• The 500 Walnut project kills me every time. A nice 12 unit brick condo building on the corner of East & Walnut. This is a building that could very well have been built in 1900 – although it probably would have had 18 units and 4 commercial spaces in the same sized building.

    There was literally no excuse on this one. I am not sure how it all went down, I do know that I saw the full construction plans for 500 Walnut – so it was more than just a dream. I just hope the IHPC wasn’t swayed by these ridiculous claims. They know better and the blame ultimately lies with them if they cave to these arguments no matter how popular they are.

    • you can talk to meg purnsley at IHPC, they are constantly berated by “concerned citizens” all day every day, like water torture. I wouldn’t be surprised if they caved.

    • Paul, I’m nearly certain that the economy killed the 500 Walnut project more than anything. The intention at all times was condominiums. However, the neighborhood did manage to get the density lowered by 25% before it started to break ground.

  • Footnote to your comments about the Fall Creek Place development: that was the same developer as the 9th and East 2-story building. He (Larry Jones) is now working on the old Circle City Industrial building.

  • The one thing I think is missing from both parts is proof of a historic building or zoning precedent for mid rise development in this neighborhood. One new mixed use building or hi rise isn’t proof of an established building pattern and the past and current examples you gave appear to be primarily single family. Comparing density of single family and multifamily is irrelevant since they’re two different building forms. That said, either the city should defer to CANA given the developer’s paltry support, or council should ignore CANA if they’re being unreasonable as long as the developer has made some effort to improve the proposal in their eyes.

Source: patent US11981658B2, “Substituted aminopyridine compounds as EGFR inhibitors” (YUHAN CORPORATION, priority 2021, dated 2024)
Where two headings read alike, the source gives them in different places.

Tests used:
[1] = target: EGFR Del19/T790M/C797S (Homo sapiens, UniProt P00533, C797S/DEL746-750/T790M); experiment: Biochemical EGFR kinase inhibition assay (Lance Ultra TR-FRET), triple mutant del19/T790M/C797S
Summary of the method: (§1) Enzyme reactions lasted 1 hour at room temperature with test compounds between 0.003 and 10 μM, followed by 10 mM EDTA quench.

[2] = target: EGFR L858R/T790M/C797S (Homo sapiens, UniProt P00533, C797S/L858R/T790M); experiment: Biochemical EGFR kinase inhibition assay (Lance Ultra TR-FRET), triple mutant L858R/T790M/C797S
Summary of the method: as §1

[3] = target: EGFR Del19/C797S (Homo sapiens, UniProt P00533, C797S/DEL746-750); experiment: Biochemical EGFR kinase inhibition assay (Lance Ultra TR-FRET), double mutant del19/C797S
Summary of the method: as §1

• Came to this article circuitously, and not familiar with Indy in particular, but my northern VA neighborhood is also facing discussions on density. Missing from the posts here appears to be consideration of the increased services that increased density brings. I can’t imagine that in the discussions on this project, those were not raised. Are neighborhood schools overcrowded? Are there nearby daycare providers that can accommodate young families moving to the community? What about green space, parking, increased traffic? Can area public transportation support increased density (or should the city be planning for improved transportation while planning for the development)? Will all the new toilets have implications on the sewage system (actually an issue in my neighborhood, as I learned when I wanted to add a half-bath to my duplex)? There are issues with density that move beyond the historic nature of a neighborhood, and at least in my community, there has been an unwillingness on the part of the government to address those issues on the front-end of development. But now we face a seat crisis in our schools and we live in a child care desert, and public transportation can’t even begin to keep up with demand. Curious as to whether those issues have been addressed in this community, and how the city is working proactively to prevent the complications that development can bring.

    • Low density auto oriented areas typically have a much lower tax dollars to services ratio. The tax dollars from dense development and lack of “wasted space” more than make up for the somewhat modest increasing in services.